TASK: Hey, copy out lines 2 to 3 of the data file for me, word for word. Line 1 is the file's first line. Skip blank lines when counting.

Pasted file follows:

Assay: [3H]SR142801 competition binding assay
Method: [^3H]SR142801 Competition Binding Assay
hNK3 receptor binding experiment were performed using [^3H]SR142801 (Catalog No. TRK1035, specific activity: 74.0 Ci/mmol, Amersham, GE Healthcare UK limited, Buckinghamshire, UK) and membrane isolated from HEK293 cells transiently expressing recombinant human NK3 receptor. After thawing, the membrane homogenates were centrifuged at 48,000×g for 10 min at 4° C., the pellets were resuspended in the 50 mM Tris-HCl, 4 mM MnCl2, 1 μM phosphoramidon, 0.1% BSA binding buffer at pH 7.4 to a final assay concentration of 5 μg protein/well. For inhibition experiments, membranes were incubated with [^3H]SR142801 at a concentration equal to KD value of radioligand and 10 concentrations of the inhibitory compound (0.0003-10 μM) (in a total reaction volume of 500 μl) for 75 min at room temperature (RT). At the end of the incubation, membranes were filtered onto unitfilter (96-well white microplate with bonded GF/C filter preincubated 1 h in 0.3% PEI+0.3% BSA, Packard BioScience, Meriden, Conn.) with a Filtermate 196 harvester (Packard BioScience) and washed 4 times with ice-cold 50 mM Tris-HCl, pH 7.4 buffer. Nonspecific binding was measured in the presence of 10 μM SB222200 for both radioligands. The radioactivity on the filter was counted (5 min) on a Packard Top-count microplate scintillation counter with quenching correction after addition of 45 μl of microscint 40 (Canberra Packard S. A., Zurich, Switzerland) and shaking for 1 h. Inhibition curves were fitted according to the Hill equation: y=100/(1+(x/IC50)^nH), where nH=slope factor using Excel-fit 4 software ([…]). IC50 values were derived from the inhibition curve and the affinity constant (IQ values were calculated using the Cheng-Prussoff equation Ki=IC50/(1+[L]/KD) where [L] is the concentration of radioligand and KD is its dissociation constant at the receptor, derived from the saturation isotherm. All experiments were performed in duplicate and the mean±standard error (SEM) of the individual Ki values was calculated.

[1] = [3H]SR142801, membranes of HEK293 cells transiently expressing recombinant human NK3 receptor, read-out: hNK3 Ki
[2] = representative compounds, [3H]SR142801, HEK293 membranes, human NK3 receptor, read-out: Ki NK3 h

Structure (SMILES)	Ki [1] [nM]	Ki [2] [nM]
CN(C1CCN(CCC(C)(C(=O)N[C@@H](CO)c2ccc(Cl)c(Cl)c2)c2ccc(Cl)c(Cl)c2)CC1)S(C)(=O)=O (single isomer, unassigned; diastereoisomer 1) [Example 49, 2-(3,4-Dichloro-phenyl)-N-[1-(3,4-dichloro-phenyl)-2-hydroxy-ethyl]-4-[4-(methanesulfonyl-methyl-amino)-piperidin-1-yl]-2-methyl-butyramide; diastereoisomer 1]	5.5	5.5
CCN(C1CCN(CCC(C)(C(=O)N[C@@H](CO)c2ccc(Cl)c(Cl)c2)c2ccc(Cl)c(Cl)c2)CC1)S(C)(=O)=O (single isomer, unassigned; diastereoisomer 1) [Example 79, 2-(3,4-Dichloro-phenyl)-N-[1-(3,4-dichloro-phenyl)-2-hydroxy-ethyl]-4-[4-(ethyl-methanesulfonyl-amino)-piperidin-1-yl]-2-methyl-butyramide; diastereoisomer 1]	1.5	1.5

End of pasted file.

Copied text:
Method: [^3H]SR142801 Competition Binding Assay
hNK3 receptor binding experiment were performed using [^3H]SR142801 (Catalog No. TRK1035, specific activity: 74.0 Ci/mmol, Amersham, GE Healthcare UK limited, Buckinghamshire, UK) and membrane isolated from HEK293 cells transiently expressing recombinant human NK3 receptor. After thawing, the membrane homogenates were centrifuged at 48,000×g for 10 min at 4° C., the pellets were resuspended in the 50 mM Tris-HCl, 4 mM MnCl2, 1 μM phosphoramidon, 0.1% BSA binding buffer at pH 7.4 to a final assay concentration of 5 μg protein/well. For inhibition experiments, membranes were incubated with [^3H]SR142801 at a concentration equal to KD value of radioligand and 10 concentrations of the inhibitory compound (0.0003-10 μM) (in a total reaction volume of 500 μl) for 75 min at room temperature (RT). At the end of the incubation, membranes were filtered onto unitfilter (96-well white microplate with bonded GF/C filter preincubated 1 h in 0.3% PEI+0.3% BSA, Packard BioScience, Meriden, Conn.) with a Filtermate 196 harvester (Packard BioScience) and washed 4 times with ice-cold 50 mM Tris-HCl, pH 7.4 buffer. Nonspecific binding was measured in the presence of 10 μM SB222200 for both radioligands. The radioactivity on the filter was counted (5 min) on a Packard Top-count microplate scintillation counter with quenching correction after addition of 45 μl of microscint 40 (Canberra Packard S. A., Zurich, Switzerland) and shaking for 1 h. Inhibition curves were fitted according to the Hill equation: y=100/(1+(x/IC50)^nH), where nH=slope factor using Excel-fit 4 software ([…]). IC50 values were derived from the inhibition curve and the affinity constant (IQ values were calculated using the Cheng-Prussoff equation Ki=IC50/(1+[L]/KD) where [L] is the concentration of radioligand and KD is its dissociation constant at the receptor, derived from the saturation isotherm. All experiments were performed in duplicate and the mean±standard error (SEM) of the individual Ki values was calculated.